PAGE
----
Swamped? Try These Productivity Tips

April 21, 2011

Inbox Zero: A beautiful sight

There’s a ton of stuff going on around Fast Horse these days. We’ve had a small army preparing for a major event in California, there’s a team putting the finishing touches on a two-month research project for a new client, we’re making great strides on agency marketing projects, and so much more. Lots of people putting in lots of hours.

The busier I get, the more important it is for me to keep a clear head and clear workspace (both physical and digital; I am quite particular about keeping my computer and files and notes and such in order, and I delete without mercy). My productivity depends on it.

While I’m far from a productivity expert, I thought I could do some of our readers — including, perhaps, some of my colleagues — a favor and share some of my tricks and methods for keeping insanity to a minimum and keeping myself as productive as possible.

Inbox Zero. Learn it, live it and love it. The core idea is as simple as it sounds: keep nothing in your inbox. Never touch an email more than once. If it’s junk, delete it — and unsubscribe from the source, if you can. If it warrants a reply or some other action, do it immediately if it’s quick, easy and practical or add it to your to-do list. (Don’t to that “mark as unread,” “I’ll get to it later” trick.) The bottom line: Your inbox is not a to-do list.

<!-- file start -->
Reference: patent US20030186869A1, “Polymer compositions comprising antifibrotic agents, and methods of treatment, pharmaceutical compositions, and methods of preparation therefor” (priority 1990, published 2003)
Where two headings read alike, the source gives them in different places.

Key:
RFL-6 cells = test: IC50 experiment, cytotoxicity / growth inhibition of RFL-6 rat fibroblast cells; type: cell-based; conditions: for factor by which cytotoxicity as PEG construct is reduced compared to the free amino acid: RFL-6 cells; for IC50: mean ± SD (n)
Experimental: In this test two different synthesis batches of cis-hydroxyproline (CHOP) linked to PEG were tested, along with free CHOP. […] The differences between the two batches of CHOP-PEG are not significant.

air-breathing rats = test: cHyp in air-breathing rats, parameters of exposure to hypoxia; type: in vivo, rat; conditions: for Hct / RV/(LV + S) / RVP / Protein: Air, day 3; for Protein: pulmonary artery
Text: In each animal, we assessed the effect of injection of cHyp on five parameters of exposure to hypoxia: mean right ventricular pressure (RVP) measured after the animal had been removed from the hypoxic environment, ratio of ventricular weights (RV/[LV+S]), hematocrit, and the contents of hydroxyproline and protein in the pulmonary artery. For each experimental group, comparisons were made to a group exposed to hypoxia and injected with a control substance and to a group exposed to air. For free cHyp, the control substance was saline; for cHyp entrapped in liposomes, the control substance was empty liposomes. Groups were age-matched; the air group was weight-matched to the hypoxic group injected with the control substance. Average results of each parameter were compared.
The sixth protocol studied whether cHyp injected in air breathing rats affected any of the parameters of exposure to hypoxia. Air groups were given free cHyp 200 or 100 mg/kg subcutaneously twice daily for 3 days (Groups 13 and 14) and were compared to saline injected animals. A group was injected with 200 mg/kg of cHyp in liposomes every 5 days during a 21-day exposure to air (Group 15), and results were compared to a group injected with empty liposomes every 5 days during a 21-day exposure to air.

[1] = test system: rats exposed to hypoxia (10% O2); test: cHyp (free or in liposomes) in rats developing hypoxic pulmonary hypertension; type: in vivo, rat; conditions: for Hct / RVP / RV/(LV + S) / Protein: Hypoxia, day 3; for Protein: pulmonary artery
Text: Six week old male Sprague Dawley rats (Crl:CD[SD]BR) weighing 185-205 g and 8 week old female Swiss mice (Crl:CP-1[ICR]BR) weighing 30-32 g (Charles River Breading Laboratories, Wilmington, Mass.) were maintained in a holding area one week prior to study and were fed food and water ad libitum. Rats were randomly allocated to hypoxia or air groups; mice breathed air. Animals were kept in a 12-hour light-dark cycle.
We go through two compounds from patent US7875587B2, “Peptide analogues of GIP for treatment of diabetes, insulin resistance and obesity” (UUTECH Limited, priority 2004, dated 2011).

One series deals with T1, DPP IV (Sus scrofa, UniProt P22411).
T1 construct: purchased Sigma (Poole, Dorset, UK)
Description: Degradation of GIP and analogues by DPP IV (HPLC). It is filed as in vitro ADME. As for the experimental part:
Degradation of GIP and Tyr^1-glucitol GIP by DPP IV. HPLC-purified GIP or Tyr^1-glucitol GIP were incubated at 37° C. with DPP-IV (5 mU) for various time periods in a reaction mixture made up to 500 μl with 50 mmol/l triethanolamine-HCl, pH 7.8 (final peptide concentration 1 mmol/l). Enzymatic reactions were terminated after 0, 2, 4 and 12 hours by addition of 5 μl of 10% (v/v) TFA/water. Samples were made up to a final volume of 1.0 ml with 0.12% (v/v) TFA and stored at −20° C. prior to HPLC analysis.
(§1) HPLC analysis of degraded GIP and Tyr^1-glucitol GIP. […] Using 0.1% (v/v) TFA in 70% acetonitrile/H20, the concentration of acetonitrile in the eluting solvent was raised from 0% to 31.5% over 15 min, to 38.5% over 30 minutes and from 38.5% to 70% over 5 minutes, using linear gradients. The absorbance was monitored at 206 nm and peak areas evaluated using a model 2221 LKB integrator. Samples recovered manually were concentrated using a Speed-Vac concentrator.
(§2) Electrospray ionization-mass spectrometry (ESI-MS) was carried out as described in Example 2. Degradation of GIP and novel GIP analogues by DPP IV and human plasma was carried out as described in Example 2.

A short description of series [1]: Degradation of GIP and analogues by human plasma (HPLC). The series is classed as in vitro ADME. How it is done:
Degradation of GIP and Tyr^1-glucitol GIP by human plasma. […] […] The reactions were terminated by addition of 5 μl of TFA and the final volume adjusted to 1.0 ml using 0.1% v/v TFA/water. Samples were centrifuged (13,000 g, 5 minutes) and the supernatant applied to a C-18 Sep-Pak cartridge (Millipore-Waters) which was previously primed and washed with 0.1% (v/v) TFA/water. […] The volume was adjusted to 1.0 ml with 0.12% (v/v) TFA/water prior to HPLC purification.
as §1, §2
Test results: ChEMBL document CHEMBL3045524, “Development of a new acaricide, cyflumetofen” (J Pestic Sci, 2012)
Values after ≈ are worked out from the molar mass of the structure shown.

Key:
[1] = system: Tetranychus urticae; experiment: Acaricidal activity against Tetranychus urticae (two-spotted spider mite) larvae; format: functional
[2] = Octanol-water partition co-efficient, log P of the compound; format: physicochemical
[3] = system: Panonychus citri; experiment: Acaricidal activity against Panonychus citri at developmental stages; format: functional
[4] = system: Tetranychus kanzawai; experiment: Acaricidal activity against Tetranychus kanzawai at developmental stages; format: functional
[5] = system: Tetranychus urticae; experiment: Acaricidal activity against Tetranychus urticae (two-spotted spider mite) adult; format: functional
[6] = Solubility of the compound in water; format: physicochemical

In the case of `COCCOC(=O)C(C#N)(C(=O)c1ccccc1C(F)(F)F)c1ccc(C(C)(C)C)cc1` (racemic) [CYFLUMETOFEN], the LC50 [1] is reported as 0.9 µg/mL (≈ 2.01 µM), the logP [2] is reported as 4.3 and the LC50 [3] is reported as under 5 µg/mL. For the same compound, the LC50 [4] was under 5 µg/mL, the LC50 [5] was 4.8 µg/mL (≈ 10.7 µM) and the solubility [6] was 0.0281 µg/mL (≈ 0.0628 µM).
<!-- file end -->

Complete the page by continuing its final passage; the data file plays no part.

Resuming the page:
To-do list is not a wish list. Your to-do list should not include all of the stuff you want to get done today. It should include all of the stuff you need to get done today. If your task list is too full, the true priorities get lost, you get frustrated, you don’t know what to do next, and your life sucks. Pare it down to essentials.

Get organized. Effective organization has little to do with just being able to find stuff; it’s all about productivity. Use folders on your computer (and subfolders in your inbox, if you store information there) in a way that makes sense, and use subfolders to further organize. Label files well so you know what they are without opening them and so you can search for them. And don’t keep paper unless it’s absolutely necessary. Get a scanner and start using Evernote.

A closing thought: Do your damnedest to get your stuff in order before the end of each day. Be prepared to start the next working session at full speed.